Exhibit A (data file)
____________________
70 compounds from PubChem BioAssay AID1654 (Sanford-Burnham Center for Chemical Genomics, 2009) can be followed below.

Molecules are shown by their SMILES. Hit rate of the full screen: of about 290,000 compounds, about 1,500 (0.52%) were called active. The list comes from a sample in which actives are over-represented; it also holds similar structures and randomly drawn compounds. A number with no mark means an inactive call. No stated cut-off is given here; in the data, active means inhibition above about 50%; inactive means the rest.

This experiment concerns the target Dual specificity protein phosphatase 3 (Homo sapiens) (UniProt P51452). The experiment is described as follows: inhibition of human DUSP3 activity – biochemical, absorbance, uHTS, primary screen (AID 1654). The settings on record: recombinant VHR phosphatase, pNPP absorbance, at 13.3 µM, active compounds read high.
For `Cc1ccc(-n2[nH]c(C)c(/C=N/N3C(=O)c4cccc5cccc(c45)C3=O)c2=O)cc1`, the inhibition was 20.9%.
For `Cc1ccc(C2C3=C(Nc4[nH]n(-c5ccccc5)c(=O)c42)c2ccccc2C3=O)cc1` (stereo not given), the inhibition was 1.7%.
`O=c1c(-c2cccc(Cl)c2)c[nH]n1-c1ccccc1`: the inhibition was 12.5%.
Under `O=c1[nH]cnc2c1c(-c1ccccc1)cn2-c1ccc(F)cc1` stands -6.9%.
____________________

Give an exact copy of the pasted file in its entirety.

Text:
70 compounds from PubChem BioAssay AID1654 (Sanford-Burnham Center for Chemical Genomics, 2009) can be followed below.

Molecules are shown by their SMILES. Hit rate of the full screen: of about 290,000 compounds, about 1,500 (0.52%) were called active. The list comes from a sample in which actives are over-represented; it also holds similar structures and randomly drawn compounds. A number with no mark means an inactive call. No stated cut-off is given here; in the data, active means inhibition above about 50%; inactive means the rest.

This experiment concerns the target Dual specificity protein phosphatase 3 (Homo sapiens) (UniProt P51452). The experiment is described as follows: inhibition of human DUSP3 activity – biochemical, absorbance, uHTS, primary screen (AID 1654). The settings on record: recombinant VHR phosphatase, pNPP absorbance, at 13.3 µM, active compounds read high.
For `Cc1ccc(-n2[nH]c(C)c(/C=N/N3C(=O)c4cccc5cccc(c45)C3=O)c2=O)cc1`, the inhibition was 20.9%.
For `Cc1ccc(C2C3=C(Nc4[nH]n(-c5ccccc5)c(=O)c42)c2ccccc2C3=O)cc1` (stereo not given), the inhibition was 1.7%.
`O=c1c(-c2cccc(Cl)c2)c[nH]n1-c1ccccc1`: the inhibition was 12.5%.
Under `O=c1[nH]cnc2c1c(-c1ccccc1)cn2-c1ccc(F)cc1` stands -6.9%.